of the Constitution of the United States which forbids a state to pass any law impairing the obligation of contracts.
The Brighton Railroad was incorporated in 1862, under the general law of 1850, which contained no provision with respect to the railroad's share of street repairs. Until the enactment of the law of 1884, under which the Rochester Railroad was subsequently incorporated, there was general law regulating the apportionment between street railroads and municipalities of the expense of such repairs, and the question was determined in individual cases either by agreement or a special law. Dif
Railroad and the city of Rochester as to the share of the expense of street repair which ought to be borne by the railroad, they joined in a request for legislation which would settle this and other disagreements. In response to that request the law of 1869 was enacted. The 5th section of the law, after providing that the railroad should put and keep the surface and street inside of the rails of its tracks in repair, enacts that: "Whenever any of said streets are, by ordinance or otherwise, permanently improved, said company shall not be required to make any part or portion of such improvement, or bear any part of the expense thereof."
This law, obviously, as held by the court of appeals, exempted the railroad from the expense of new pavements, which is the expense sought to be recovered in this action. This was the effect conceded to the statute by the city for the whole time during which the railroad property was owned and operated by the Brighton Railroad, and even after it parted with the property, and until the decision in Conway v. Rochester, supra, in 1898. Whether this statute was a contract between the state of New York and
molested as long as he chooses, but there his rights end, and he cannot, by any form of conveyance, transmit the contract or its benefits to a successor. Morgan v. Louisiana, 93 U. S. 217, 23 L. ed. 860; Wilson v. Gaines, 103 U. S. 417, 26 L. ed. 401; Louisville & N. R. Co. v. Palmes, 109 U. S. 244, 27 L. ed. 922, 3 Sup. Ct. Rep. 193; Picard v. East Tennessee, V. & G. R. Co. 130 U. S. 637, 32 L. ed. 1051, 9 Sup. Ct. Rep. 640; St. Louis & S. F. R. Co. v. Gill, 156 U. S. 649, 39 L. ed. 567, 15 Sup. Ct. Rep. 484; Norfolk & W. R. Co. v. Pendleton, 156 U. S. 667, 39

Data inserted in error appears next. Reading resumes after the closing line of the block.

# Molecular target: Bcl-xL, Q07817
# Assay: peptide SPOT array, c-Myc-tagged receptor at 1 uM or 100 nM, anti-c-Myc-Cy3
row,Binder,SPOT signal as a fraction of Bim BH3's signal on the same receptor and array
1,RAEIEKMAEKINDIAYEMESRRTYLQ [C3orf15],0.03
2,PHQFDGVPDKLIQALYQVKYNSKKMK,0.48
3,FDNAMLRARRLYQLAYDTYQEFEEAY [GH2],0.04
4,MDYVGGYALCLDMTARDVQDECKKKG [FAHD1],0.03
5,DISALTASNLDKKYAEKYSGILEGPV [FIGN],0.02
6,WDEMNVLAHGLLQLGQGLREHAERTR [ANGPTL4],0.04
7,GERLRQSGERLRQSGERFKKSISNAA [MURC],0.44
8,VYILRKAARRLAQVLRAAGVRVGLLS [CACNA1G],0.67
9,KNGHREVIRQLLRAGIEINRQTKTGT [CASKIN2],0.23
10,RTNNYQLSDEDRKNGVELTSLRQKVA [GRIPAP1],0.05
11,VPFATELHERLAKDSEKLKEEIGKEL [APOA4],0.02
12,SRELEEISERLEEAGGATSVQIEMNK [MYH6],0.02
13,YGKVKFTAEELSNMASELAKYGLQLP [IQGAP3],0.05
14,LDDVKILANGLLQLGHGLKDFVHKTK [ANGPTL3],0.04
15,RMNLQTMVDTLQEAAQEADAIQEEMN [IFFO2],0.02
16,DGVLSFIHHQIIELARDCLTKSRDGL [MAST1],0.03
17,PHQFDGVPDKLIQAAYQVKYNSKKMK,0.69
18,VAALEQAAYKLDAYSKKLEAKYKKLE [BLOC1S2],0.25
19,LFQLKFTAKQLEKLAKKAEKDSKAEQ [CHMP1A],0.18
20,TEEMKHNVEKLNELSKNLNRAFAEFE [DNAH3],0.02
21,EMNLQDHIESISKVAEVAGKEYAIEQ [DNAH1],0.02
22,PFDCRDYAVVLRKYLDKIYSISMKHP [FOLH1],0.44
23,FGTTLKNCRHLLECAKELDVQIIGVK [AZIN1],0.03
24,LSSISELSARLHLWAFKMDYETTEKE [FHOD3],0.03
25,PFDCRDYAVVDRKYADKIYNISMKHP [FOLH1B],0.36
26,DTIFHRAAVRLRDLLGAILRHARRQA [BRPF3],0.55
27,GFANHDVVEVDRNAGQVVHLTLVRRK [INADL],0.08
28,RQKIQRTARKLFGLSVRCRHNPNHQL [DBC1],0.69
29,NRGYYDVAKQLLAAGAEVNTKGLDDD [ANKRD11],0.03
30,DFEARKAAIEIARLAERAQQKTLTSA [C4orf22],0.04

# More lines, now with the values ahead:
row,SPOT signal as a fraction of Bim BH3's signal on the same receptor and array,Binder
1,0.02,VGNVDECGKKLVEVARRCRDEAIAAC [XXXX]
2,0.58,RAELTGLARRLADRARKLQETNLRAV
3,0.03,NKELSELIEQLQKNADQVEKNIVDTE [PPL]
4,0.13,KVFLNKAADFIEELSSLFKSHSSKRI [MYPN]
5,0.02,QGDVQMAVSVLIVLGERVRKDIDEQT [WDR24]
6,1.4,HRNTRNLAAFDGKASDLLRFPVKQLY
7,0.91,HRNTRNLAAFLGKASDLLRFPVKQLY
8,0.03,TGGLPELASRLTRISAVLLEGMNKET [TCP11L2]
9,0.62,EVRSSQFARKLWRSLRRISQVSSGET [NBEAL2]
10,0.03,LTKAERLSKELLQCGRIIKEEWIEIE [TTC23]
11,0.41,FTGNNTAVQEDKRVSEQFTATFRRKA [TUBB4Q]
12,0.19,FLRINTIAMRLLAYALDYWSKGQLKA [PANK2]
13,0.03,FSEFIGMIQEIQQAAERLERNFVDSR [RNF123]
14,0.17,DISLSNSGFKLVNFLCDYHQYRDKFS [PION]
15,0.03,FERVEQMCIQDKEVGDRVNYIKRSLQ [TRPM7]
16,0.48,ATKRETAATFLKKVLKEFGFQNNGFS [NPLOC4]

the Brighton Railroad, inviolable by the Federal Constitution, and if so, whether its benefits have been waived or it has been lawfully modified or repealed by virtue of the powers reserved by the Constitution or laws of New York, are questions which have been much argued at the bar. We do not deem it necessary in this case to decide those questions, and therefore put out of view many facts found in the record which | were deemed by both parties to be relevant to them. We assume, for the purpose of our decision, that there was a contract exempting the Brighton Railroad from the ex-L. ed. 574, 15 Sup. Ct. Rep. 413. But the pense of street pavements, and that the contract could not constitutionally be impaired by the state of New York, and that its benefits have not been waived.
It becomes, therefore, necessary to inquire whether the contract has been transferred with the property of the Brighton Railroad to the Rochester Railroad, the plaintiff in error.
The Rochester Railroad was incorporated for the purpose of acquiring the property of the Brighton Railroad, which was accomplished by a lease of the property, franchises, rights, and privileges of the Brighton Railroad, followed by the purchase of its capital stock. This was done under the authority of a statute which provided that a railroad corporation, being the lessee of the property of another railroad corporation, might acquire the whole of the capital stock of the latter, and in such a case its "estate, property, rights, privileges, and franchises should vest in and be held and enjoyed by" the purchasing corporation. It is contended that the effect of the transfer under this law is to vest in the Rochester Railroad the exemption from the expense of street pavement which the Brighton Railroad enjoyed through the contract with the state of New York. This contention presents the question to be decided.